Type to search

There’s No Stopping Him

Cover Story December 2017 Health and Wellness

There’s No Stopping Him

Times were very different back then. In the 70s, 50 per cent of those diagnosed with cancer would go back home knowing there was no treatment.

Dr Suresh Advani

It’s 7.30 pm and Dr. Suresh Advani is having a hurried lunch in his clinic in Chembur in central Mumbai, possibly his first meal of the day after breakfast at 9 in the morning. About 30 minutes away, at the SL Raheja Hospital in Bandra, a dozen patients, coming face-to-face with the big C for the first time or on the path of an unsettling treatment, wait patiently for their doctor to arrive. He should have been there at 6.30 pm and the minutes are ticking away but no one is hassled. At 7.50 pm, the elevator door opens to reveal the crinkled face of a wheelchair-bound man whose smile lights up the lobby. It’s no exaggeration. Dr. Advani is here and the elderly woman sitting next to me says out loud to no one in particular, “This man’s smile puts life back into everything!”

Padma Shri and Padma Bhushan awardee Dr. Suresh Advani has just celebrated his 69th birthday but neither his enthusiasm nor his energy seems to ebb. “It is my patients who keep me going. Yes, there have been some excellent teachers who have inspired me. My family – my parents, my wife and my children – have supported me throughout; especially my wife, herself a nurse, who understood every time a patient would turn up at home and I would have to keep unearthly hours at work,” says the sexagenarian. “But beyond all doubt, my patients and their confidence infuse this energy in me. They shower me with such wonderful words and keep me motivated always. Of course, every doctor knows that he is not God but when people say something simple like “I am alive today because of you” you believe that you are doing something of value. That will to keep doing good, doesn’t allow me to stop.”

As a young medical student at Grant Medical College, Dr. Advani didn’t have it easy, going by the account of his contemporaries. The reason was his handicapped status. Having been afflicted by polio, however, has hardly affected him. “I don’t think about it. I’d like to believe everything worked out well for me. I get the kind of respect that my work deserves,” he beams.

After completing his MD, Dr. Advani worked with Tata Memorial Hospital, which opened up the gates of this new field – oncology – for him. “Frankly no one was interested in the field at all. Medical oncology was non-existent, only surgical oncology was an option. So I think I got here by chance. I went on to study further in London and Seattle,” he reminisces. At the Fred Hutchinson Cancer Research Center in Seattle, he worked with Dr. E Donnall Thomas, the father of bone-marrow transplantation who won the Nobel Prize in medicine in 1990. Dr. Advani specialized in bone-marrow transplants and brought it to India, thus pioneering a change in the way cancer was treated in our country. He went on to become the first oncologist in India to successfully complete a bone-marrow transplant of a nine-year-old girl suffering from myeloid leukemia.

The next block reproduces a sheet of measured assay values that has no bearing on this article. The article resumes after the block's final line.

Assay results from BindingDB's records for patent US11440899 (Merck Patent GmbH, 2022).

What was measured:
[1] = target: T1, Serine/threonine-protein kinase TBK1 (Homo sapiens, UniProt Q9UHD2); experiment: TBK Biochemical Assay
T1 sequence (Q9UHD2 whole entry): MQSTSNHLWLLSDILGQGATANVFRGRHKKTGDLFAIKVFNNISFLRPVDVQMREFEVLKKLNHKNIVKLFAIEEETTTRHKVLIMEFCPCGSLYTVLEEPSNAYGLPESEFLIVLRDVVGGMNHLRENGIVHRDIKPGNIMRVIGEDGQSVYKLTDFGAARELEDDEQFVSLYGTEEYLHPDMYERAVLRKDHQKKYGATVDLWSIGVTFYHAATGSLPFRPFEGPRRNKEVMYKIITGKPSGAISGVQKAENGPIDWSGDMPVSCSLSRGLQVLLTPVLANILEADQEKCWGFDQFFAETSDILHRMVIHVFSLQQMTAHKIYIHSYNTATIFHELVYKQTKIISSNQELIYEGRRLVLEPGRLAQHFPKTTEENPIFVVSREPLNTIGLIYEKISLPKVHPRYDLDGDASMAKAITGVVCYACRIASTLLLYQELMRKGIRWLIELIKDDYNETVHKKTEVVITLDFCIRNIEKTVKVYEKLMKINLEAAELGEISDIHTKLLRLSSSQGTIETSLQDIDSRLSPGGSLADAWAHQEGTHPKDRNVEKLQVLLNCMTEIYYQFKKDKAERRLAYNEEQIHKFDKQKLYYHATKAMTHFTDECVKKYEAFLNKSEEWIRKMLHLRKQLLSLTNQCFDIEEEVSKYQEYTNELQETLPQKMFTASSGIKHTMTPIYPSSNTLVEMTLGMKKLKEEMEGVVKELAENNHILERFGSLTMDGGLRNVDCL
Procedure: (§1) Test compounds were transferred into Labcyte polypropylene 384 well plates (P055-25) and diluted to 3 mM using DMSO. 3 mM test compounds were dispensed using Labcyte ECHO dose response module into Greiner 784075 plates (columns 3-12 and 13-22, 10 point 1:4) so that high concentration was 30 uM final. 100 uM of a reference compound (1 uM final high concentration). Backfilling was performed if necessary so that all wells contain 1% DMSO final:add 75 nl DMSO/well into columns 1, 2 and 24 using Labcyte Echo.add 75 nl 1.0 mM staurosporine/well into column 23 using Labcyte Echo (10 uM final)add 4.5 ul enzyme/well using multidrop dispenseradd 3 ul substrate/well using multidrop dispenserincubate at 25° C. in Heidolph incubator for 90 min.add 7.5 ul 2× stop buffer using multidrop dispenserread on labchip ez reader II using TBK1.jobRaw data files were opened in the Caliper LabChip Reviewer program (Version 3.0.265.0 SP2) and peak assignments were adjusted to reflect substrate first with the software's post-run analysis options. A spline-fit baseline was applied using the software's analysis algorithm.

“Times were very different back then. In the 70s, 50 percent of those diagnosed with cancer would go back home knowing there was no treatment. The treatment was limited and the knowledge about the various types of cancers was also marginal,” he rues. “Nowadays, patients want to get treated. Their expectation has increased because they know that they can be cured. The treatment has become simpler and there are fewer side-effects. The fear and the dark feeling about cancer have decreased. It has started a positive chain reaction.”

Dr. Advani singles out the case of a young woman diagnosed with myeloid leukemia who came to him with high hopes of a revival. While treatment began in earnest, she did not respond favorably and developed an infection. She fell unconscious and her family who had gathered around thought it would be best if they took her home. “Even today I remember her husband’s face as he came to me one evening and told me he wanted to take her back immediately. I still don’t know what made me say it but I told him in these exact words, ‘What’s the hurry? Let’s wait till tomorrow morning’,” says Dr. Advani. Miraculously, the lady gained consciousness overnight and by next morning she started responding to the treatment. More than 10 years have passed since, and she is still going strong.

Ask him what his advice would be too young oncologists and he says, “Patients just want to see how confident you are and they want your patient ears. Listen to them and tell them exactly how you will go about their condition. They want those reassuring words. I never hide the truth from my patients. But I never paint a bleak picture either. Cancer is not all dark. There is hope, there is positivity. And that is what helps a patient overcome the biggest crisis of his/her life.”

It is 10 in the night, and while the rest of us are thinking of hitting the sack, Dr. Suresh’s seems to have only begun. Even in this late hour, he is one round and five hours away from bedtime as his patients at the next hospital, Jaslok, await his visit. Playing on his car stereo are his favorite songs, Ae Maalik Tere Bande Hum and Itni Shakti Humein Dena Datta as the doctor enjoys his few moments of me-time before going about working his magic


Dr. Suresh Advani
Medical Oncologist

  • Works at Jaslok Hospital, Mumbai
  • Pioneered hematopoietic stem cell transplant in India
  • A Padma Bhushan awardee, he has also received the Lifetime Achievement in Oncology from Harvard Medical International
Previous Article

You Might also Like

Leave a Comment

Your email address will not be published. Required fields are marked *